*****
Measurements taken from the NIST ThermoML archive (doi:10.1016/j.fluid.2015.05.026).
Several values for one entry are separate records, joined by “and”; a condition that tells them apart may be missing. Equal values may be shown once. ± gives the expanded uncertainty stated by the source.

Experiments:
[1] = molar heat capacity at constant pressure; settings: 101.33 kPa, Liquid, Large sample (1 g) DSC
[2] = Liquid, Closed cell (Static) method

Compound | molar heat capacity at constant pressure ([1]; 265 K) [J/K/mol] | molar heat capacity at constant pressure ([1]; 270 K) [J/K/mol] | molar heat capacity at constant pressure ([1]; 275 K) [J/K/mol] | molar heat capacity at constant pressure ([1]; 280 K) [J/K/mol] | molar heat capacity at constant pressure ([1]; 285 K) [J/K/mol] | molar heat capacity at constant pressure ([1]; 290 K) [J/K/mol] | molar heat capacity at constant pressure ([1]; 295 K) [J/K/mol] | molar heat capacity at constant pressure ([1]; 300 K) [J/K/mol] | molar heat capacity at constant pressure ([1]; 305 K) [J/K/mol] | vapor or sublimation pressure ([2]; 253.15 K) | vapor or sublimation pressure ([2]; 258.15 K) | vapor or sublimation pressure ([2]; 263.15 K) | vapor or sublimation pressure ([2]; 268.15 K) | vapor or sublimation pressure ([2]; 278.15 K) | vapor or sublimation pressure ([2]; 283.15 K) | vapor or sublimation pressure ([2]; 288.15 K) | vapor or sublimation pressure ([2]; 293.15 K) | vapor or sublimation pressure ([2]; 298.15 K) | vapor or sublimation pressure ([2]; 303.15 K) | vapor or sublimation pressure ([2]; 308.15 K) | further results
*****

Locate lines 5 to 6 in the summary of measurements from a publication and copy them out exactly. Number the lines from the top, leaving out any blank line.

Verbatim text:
[2] = Liquid, Closed cell (Static) method

Compound | molar heat capacity at constant pressure ([1]; 265 K) [J/K/mol] | molar heat capacity at constant pressure ([1]; 270 K) [J/K/mol] | molar heat capacity at constant pressure ([1]; 275 K) [J/K/mol] | molar heat capacity at constant pressure ([1]; 280 K) [J/K/mol] | molar heat capacity at constant pressure ([1]; 285 K) [J/K/mol] | molar heat capacity at constant pressure ([1]; 290 K) [J/K/mol] | molar heat capacity at constant pressure ([1]; 295 K) [J/K/mol] | molar heat capacity at constant pressure ([1]; 300 K) [J/K/mol] | molar heat capacity at constant pressure ([1]; 305 K) [J/K/mol] | vapor or sublimation pressure ([2]; 253.15 K) | vapor or sublimation pressure ([2]; 258.15 K) | vapor or sublimation pressure ([2]; 263.15 K) | vapor or sublimation pressure ([2]; 268.15 K) | vapor or sublimation pressure ([2]; 278.15 K) | vapor or sublimation pressure ([2]; 283.15 K) | vapor or sublimation pressure ([2]; 288.15 K) | vapor or sublimation pressure ([2]; 293.15 K) | vapor or sublimation pressure ([2]; 298.15 K) | vapor or sublimation pressure ([2]; 303.15 K) | vapor or sublimation pressure ([2]; 308.15 K) | further results